Haemophilus Influenzae B Disease

Nitin Shah
HIB - Clinical Spectrum
Hib leads to a spectrum of clinical manifestations starting from asymptomatic carrier state to various types of invasive diseases including meningitis, pneumonia, epiglottitis, bacteremia, skin infections, bone infection & others.

60-80 % of healthy people are carriers of all types of H. influenza in their upper respiratory tract. Of this Hib is a commensal in children <5 yrs. In west, 3-5% of children are carriers whereas in developing countries it rises to 15-30 % of children (9). It is rare before 6 months, peaks at 2-5 years & then falls >5 yrs of age. In west, carrier state remains for 5 - 6 weeks whereas in developing countries it can remain for months. Similarly age at 1st exposure is early in developing countries & later in western worlds.

Hib gets transmitted from a carrier to susceptible host via respiratory droplets let out on coughing or sneezing. When it invades the respiratory mucosa to enter into the blood stream it leads to invasive disease.

Pyogenic meningitis is a leading cause of death due to Hib in children < 5yr old. It can also lead to complications like ventriculitis, subdural effusion or long term sequelae in survivors.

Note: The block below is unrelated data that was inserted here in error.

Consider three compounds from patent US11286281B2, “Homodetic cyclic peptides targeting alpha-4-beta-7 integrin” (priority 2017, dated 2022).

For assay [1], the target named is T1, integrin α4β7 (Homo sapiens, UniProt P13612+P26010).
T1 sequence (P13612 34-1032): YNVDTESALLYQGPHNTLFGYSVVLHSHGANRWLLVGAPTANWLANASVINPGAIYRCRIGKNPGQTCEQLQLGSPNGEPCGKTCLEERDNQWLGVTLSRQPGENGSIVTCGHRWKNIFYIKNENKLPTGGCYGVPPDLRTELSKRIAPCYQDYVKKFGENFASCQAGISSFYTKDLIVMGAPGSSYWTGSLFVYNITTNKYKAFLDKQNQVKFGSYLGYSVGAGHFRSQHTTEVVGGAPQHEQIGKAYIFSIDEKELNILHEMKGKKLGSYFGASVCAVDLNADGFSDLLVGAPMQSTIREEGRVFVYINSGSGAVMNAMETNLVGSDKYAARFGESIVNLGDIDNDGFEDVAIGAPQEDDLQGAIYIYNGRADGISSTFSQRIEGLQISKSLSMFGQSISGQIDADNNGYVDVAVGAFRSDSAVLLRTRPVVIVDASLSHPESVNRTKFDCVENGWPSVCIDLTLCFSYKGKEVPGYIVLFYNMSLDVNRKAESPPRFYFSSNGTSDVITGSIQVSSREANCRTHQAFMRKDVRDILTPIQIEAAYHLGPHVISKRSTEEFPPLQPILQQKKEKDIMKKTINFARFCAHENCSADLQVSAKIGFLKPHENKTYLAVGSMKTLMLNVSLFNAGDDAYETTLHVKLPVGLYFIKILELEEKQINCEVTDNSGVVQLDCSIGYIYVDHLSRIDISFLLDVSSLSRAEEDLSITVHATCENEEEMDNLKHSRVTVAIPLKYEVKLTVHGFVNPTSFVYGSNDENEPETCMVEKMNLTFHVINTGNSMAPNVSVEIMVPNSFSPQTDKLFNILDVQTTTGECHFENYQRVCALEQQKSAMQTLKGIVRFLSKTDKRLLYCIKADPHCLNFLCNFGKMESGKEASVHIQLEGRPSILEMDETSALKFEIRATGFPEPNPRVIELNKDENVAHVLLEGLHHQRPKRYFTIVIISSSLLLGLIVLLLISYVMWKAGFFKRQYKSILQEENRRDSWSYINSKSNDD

Hib is a fastidious organism to grow on culture & hence one should use enriched media to increase the yield. Similarly use of antibiotics leads to decreased chances of growing causative organism. In preantibiotic era, 85% of cultures of CSF used to be positive in pyogenic meningitis, now it is positive in <50% of cases due to use of antibiotics prior to collections of CSF. CIE for Hib & pneumococcus can increase the yield to 89% in such cases. (4)

In west 50-60% of total Hib cases present as meningitis whereas it is 70-90% in developing countries due to early peak as discussed before. Annual incidence of Hib meningitis depends on age of exposure. In west where peak occurs late 50-60% of Hib present as meningitis like in Finland, UK or USA whereas 70-90% of total Hib presents as meningitis in countries like Alaska, Gambia etc (2,6). In India, IBIS study has shown that 68% of all Hib cases presented as meningitis & 30% of all cases of pyogenic meningitis were due to Hib (8). Other studies done in India has shown that 30% of total cases of pyogenic meningitis (45% of CSF culture +ve cases) were caused by Hib, 29% (43% of CSF culture positive cases) were due to pneumococcus & 4% (59% of CSF culture positive cases) were due to meningococcus & rest due to other organisms (4,7).